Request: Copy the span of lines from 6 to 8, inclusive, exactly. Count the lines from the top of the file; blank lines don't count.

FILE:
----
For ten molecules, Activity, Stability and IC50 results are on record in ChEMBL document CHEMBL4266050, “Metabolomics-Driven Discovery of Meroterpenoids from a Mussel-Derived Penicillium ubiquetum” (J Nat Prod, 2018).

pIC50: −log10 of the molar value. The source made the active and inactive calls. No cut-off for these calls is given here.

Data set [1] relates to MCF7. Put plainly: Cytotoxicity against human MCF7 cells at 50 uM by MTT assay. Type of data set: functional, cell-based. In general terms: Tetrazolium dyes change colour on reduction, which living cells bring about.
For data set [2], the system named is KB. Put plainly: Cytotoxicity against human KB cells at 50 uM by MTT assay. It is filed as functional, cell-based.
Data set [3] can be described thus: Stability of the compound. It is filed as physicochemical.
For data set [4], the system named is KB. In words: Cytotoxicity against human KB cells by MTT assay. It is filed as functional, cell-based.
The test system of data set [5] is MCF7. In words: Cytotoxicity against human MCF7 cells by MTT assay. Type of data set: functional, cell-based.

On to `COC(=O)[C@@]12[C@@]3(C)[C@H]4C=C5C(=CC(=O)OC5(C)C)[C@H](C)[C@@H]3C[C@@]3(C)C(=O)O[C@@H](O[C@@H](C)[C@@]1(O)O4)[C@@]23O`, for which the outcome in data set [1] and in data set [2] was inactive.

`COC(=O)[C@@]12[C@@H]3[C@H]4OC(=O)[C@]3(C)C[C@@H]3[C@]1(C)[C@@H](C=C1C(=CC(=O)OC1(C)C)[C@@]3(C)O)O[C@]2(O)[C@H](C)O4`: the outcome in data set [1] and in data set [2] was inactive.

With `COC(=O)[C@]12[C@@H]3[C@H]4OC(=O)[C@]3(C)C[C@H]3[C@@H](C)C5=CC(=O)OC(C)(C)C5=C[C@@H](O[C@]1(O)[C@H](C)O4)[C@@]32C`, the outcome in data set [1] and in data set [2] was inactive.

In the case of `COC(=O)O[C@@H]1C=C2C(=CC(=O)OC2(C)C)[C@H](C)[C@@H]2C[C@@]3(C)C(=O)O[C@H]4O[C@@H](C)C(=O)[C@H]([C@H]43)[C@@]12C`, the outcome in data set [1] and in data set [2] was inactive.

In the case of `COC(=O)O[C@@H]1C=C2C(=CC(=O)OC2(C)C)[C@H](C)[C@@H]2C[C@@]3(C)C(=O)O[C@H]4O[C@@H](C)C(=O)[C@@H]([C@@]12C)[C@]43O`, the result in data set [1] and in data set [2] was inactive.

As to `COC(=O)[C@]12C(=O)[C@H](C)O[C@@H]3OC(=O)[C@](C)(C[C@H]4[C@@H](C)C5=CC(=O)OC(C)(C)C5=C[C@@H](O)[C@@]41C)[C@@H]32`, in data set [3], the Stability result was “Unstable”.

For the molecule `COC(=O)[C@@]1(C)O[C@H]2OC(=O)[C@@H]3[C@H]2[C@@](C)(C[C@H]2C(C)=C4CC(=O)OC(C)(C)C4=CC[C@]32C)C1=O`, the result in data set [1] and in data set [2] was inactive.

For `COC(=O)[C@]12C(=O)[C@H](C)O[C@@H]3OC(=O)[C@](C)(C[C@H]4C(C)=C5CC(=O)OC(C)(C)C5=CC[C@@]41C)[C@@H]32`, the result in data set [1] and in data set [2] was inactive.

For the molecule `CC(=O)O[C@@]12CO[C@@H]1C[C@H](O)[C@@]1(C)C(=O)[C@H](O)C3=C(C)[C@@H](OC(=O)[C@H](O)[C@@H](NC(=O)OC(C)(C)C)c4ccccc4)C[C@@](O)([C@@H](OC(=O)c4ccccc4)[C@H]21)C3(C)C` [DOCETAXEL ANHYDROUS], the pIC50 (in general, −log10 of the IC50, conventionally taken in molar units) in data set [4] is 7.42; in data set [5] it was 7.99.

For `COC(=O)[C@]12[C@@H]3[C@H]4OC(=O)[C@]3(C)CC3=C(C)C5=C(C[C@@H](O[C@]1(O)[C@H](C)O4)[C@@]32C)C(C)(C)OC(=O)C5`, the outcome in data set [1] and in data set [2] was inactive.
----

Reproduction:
For data set [4], the system named is KB. In words: Cytotoxicity against human KB cells by MTT assay. It is filed as functional, cell-based.
The test system of data set [5] is MCF7. In words: Cytotoxicity against human MCF7 cells by MTT assay. Type of data set: functional, cell-based.

On to `COC(=O)[C@@]12[C@@]3(C)[C@H]4C=C5C(=CC(=O)OC5(C)C)[C@H](C)[C@@H]3C[C@@]3(C)C(=O)O[C@@H](O[C@@H](C)[C@@]1(O)O4)[C@@]23O`, for which the outcome in data set [1] and in data set [2] was inactive.